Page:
ECONOMYNEXT – A 2.5 percent cascading turnover tax set to be legislated shortly may take sales taxes over 22 percent, opposition legislator Harsha de Silva said as Sri Lanka is set to lose an opportunity to reform its tax system under an International Monetary Fund program.
Such a tax called ‘bazaar tax’ was imposed by the Colonial government at 2.0 percent and withdrawn in 1813 after discovering its cascading nature and distortions but came back as turnover tax, nation building tax and now as social contribution levy.
The Social Security Contribution tax was originally proposed earlier in the year when VAT was at 8.0 percent. It approved by the parliaments Committee on Public Finance under de Silva at a time when value added tax was already raised to 12 percent.
Sri Lanka parliament panel approves Rajapaksa regime cascading levy
VAT was subsequently raised to 15 percent as a staff level agreement was finalized with the International Monetary Fund.
A turnover tax is a tax on tax at each stage of value addition, making it high yielding but distorting economic activities. It is also set be charged on some businesses with larger turnover.
“This tax is a cascading tax,” De Silva said. “”This tax originally proposed by Basil Rajapaksa in budget six months ago. In the world that is moving forward there is only one tax system. Either there has to be VAT or turnover tax.
“If both are charged it become an salad (achcharu)”
Some policymakers in the Rajapaksa administration were hostile VAT, according to some insiders leading to the breakdown of the system which was introduced in the mid 1990 as a replacement to a turnover tax, where the neutral rate was calculated at 17.5 percent.
It is not clear whether the tax will be charged before or after VAT on a good at the point of sale.
JVP legislator Anura Dissanake also objected to the tax being passed without debate, though party leaders had agreed to do earlier where he was not present.
“If the turnover tax is 2.5 percent it will be a minimum 5 percent with VAT,” de Silva said. “I talked to a senior accountant and he said it can go to 7 percent.”
“So when added to VAT it will become 20 or 22 percent.”
Sri Lanka’s British Colonial government introduced a turnover tax called the ‘bazaar tax in the early 19th century.
Unlike an import duty, the retail tax also hit the public whenever prices fluctuated in the domestic markets during shortages, observed Antony Bertolacci, one time head of customs (sea tax) and postmaster general that it had the most ‘odius and distressing effect”.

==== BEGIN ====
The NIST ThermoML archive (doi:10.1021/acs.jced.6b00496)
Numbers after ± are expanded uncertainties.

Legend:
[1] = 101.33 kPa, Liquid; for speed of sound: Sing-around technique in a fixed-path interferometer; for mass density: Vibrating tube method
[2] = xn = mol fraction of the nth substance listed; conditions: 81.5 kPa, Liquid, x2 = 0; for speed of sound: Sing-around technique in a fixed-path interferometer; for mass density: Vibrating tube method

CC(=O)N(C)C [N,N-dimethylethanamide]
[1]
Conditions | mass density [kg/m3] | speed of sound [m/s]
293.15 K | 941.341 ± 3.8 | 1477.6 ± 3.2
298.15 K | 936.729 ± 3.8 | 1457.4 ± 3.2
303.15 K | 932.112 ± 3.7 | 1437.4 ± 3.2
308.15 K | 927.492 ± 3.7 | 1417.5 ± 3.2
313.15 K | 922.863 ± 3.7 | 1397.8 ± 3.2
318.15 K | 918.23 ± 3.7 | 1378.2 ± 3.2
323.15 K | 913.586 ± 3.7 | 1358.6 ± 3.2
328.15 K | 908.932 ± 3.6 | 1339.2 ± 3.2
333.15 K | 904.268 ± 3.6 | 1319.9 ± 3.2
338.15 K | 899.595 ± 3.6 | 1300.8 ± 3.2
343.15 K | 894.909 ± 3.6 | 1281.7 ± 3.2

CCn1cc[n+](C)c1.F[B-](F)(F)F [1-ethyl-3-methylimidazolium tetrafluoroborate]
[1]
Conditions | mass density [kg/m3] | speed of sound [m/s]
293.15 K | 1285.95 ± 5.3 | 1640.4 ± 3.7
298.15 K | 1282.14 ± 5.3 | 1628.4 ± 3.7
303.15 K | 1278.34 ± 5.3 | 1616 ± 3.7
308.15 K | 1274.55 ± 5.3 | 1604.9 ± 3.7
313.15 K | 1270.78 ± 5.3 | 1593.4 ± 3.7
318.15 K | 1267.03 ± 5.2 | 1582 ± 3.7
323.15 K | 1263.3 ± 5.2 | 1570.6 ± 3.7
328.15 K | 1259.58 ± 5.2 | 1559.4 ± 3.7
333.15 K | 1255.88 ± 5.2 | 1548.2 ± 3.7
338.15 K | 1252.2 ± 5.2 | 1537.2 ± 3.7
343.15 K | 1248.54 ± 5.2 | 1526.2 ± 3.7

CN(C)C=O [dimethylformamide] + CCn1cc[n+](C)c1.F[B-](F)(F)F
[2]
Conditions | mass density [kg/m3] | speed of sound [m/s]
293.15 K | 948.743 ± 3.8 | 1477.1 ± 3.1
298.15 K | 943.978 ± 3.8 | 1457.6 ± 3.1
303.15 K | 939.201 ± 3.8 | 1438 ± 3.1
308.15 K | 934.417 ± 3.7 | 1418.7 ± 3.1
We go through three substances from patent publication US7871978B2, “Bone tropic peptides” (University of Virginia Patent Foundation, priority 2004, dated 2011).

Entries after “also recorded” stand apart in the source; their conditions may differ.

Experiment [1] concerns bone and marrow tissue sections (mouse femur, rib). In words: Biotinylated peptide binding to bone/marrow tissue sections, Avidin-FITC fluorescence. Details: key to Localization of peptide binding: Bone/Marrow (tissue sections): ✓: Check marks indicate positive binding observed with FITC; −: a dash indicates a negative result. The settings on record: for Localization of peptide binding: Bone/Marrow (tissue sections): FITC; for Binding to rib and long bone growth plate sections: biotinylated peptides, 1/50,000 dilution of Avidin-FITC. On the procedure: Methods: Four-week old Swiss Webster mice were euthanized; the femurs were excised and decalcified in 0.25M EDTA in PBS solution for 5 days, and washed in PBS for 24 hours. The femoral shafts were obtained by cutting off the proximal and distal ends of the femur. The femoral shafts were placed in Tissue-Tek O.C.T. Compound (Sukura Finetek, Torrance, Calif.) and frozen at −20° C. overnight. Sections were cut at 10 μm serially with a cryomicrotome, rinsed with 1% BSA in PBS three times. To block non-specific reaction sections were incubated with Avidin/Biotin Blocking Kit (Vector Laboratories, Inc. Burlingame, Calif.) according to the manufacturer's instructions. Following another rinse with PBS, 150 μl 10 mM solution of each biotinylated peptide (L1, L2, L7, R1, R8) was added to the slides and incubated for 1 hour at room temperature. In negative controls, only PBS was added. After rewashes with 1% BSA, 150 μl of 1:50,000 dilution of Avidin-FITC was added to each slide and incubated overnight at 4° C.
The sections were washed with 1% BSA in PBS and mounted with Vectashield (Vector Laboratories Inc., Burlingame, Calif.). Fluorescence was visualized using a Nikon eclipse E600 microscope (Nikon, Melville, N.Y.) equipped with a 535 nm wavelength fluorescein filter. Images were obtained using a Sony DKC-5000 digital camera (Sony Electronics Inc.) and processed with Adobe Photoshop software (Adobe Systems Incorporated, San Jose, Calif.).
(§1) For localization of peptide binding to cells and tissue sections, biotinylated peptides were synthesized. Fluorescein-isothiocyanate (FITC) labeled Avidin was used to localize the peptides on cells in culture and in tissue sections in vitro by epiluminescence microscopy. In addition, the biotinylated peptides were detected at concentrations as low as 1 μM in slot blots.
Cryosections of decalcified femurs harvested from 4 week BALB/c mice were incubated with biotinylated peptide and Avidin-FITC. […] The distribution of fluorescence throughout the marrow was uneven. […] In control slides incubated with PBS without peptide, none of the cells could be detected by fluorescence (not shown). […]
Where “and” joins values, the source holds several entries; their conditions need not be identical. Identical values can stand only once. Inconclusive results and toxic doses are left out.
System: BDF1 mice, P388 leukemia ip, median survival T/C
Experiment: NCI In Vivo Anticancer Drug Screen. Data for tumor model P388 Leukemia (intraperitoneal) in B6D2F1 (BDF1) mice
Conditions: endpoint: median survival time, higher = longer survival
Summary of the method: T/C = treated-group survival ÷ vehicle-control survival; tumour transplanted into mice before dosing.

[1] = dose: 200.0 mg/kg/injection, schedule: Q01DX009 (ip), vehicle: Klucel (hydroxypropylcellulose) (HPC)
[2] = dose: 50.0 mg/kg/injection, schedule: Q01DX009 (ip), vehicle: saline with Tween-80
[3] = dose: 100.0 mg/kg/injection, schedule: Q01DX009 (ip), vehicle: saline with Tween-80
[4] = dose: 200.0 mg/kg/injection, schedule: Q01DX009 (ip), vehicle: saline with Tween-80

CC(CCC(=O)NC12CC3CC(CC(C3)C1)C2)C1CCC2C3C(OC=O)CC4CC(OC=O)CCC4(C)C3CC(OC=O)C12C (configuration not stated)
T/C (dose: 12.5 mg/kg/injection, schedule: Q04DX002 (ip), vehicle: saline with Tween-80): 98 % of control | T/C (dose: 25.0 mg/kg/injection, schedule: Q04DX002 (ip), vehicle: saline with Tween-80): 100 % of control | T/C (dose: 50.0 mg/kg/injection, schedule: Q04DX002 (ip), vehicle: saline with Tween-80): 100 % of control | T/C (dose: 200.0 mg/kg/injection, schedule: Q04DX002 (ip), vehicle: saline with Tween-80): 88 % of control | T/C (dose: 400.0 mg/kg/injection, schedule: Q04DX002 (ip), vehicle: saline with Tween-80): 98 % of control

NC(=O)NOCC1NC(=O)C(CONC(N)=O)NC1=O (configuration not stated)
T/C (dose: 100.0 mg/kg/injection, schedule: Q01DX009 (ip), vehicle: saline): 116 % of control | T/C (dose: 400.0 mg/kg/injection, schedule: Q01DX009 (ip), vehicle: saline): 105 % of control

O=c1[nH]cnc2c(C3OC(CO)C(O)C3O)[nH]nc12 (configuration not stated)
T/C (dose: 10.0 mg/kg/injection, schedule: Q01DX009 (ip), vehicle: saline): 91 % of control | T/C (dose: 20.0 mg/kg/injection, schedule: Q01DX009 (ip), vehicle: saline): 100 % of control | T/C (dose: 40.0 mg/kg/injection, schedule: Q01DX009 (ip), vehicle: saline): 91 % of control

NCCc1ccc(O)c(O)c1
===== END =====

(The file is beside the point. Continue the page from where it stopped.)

“This act of the goverment, proclaimed in July 1813 was received by the natives and inhabitant of Ceylon with the strongest expressions of Joy,” Bertolacci wrote in A view of the Agricultural, Commercial and Financial Instersts of Ceylon.
“Every class of people presented public thanks to the governor in seeing themselves freed from a most baneful and oppressive tax.”
Economic analysts had originally proposed that VAT be charged at 20 percent so that money is not printed and the rupee can be held stable. A stable currency with a single anchor monetary regime is the best safety net for the poor and the aged.
Ironically at the time Ceylon was experiencing an early currency crisis, with the Rix dollars falling in value and specie being exported with silver peg being broken and only paper money remaining.
“The Ceylon exchange rate fell from sixty-three to eighty fanams to a (Madras) star pagoda: and by the year 1812, all the silver coin, and a great part of the copper, had disappeared from the island,” he wrote.
There were suggestions that money printing (super abundance of paper money, a term used in early monetary debates in the UK) that was responsible.
“An opinion has been entertained, that the disordered and alarming state of the exchange might have orginated from a super abundance of paper money in circulation.”
However he was “not inclined to adopt opinion” that the silver peg broke due to money printing much like present day soft-peggers.